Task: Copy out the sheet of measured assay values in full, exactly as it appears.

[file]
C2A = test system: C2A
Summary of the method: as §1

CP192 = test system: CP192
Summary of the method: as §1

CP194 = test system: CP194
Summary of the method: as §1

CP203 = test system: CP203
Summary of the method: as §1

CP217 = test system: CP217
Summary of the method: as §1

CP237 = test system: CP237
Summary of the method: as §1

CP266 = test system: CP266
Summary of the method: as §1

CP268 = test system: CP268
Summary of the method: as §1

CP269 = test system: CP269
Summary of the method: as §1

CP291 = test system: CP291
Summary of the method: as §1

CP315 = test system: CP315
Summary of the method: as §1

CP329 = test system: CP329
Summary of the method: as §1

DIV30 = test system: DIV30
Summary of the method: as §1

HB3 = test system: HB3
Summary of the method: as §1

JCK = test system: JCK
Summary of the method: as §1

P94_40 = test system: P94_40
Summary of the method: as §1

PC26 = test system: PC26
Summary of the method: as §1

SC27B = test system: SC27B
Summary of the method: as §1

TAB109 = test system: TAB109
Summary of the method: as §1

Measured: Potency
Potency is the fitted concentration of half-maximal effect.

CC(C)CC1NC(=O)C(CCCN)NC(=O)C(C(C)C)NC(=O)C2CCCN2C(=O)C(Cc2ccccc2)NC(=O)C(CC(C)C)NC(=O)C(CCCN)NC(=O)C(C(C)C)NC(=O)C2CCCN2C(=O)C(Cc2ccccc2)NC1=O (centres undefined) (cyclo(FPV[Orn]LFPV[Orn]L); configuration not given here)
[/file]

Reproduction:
C2A = test system: C2A
Summary of the method: as §1

CP192 = test system: CP192
Summary of the method: as §1

CP194 = test system: CP194
Summary of the method: as §1

CP203 = test system: CP203
Summary of the method: as §1

CP217 = test system: CP217
Summary of the method: as §1

CP237 = test system: CP237
Summary of the method: as §1

CP266 = test system: CP266
Summary of the method: as §1

CP268 = test system: CP268
Summary of the method: as §1

CP269 = test system: CP269
Summary of the method: as §1

CP291 = test system: CP291
Summary of the method: as §1

CP315 = test system: CP315
Summary of the method: as §1

CP329 = test system: CP329
Summary of the method: as §1

DIV30 = test system: DIV30
Summary of the method: as §1

HB3 = test system: HB3
Summary of the method: as §1

JCK = test system: JCK
Summary of the method: as §1

P94_40 = test system: P94_40
Summary of the method: as §1

PC26 = test system: PC26
Summary of the method: as §1

SC27B = test system: SC27B
Summary of the method: as §1

TAB109 = test system: TAB109
Summary of the method: as §1

Measured: Potency
Potency is the fitted concentration of half-maximal effect.

CC(C)CC1NC(=O)C(CCCN)NC(=O)C(C(C)C)NC(=O)C2CCCN2C(=O)C(Cc2ccccc2)NC(=O)C(CC(C)C)NC(=O)C(CCCN)NC(=O)C(C(C)C)NC(=O)C2CCCN2C(=O)C(Cc2ccccc2)NC1=O (centres undefined) (cyclo(FPV[Orn]LFPV[Orn]L); configuration not given here)